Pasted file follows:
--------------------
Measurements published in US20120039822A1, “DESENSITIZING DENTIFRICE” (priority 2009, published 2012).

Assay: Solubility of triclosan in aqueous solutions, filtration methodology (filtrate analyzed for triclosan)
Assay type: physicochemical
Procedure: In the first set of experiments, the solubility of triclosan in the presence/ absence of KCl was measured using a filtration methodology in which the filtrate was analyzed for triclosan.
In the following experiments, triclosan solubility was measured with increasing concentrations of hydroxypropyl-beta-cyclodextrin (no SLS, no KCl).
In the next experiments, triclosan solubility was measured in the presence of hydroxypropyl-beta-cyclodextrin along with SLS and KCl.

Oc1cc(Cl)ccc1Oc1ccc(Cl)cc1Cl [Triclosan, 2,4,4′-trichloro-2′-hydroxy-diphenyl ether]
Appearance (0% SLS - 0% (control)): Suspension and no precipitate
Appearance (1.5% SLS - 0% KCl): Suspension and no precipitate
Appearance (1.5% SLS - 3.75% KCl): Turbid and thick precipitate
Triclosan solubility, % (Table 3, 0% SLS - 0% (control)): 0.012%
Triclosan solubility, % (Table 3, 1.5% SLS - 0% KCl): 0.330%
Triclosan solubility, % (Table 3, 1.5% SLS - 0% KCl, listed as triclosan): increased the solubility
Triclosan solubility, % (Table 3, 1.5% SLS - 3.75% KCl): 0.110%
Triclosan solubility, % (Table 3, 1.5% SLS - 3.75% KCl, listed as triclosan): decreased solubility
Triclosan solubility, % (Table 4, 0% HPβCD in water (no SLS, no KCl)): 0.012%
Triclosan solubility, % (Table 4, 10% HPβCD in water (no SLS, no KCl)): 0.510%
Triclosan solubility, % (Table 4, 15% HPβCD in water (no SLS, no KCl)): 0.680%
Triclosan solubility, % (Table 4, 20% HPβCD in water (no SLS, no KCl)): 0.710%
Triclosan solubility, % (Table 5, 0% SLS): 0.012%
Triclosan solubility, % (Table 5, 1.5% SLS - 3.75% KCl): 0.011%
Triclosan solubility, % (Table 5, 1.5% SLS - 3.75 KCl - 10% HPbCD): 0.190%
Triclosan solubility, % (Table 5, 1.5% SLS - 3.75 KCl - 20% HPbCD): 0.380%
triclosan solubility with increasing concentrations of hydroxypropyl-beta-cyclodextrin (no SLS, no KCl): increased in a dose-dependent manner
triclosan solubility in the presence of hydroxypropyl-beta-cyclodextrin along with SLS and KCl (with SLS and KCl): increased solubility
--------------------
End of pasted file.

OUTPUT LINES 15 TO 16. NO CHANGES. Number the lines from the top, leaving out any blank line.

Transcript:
Triclosan solubility, % (Table 3, 1.5% SLS - 3.75% KCl, listed as triclosan): decreased solubility
Triclosan solubility, % (Table 4, 0% HPβCD in water (no SLS, no KCl)): 0.012%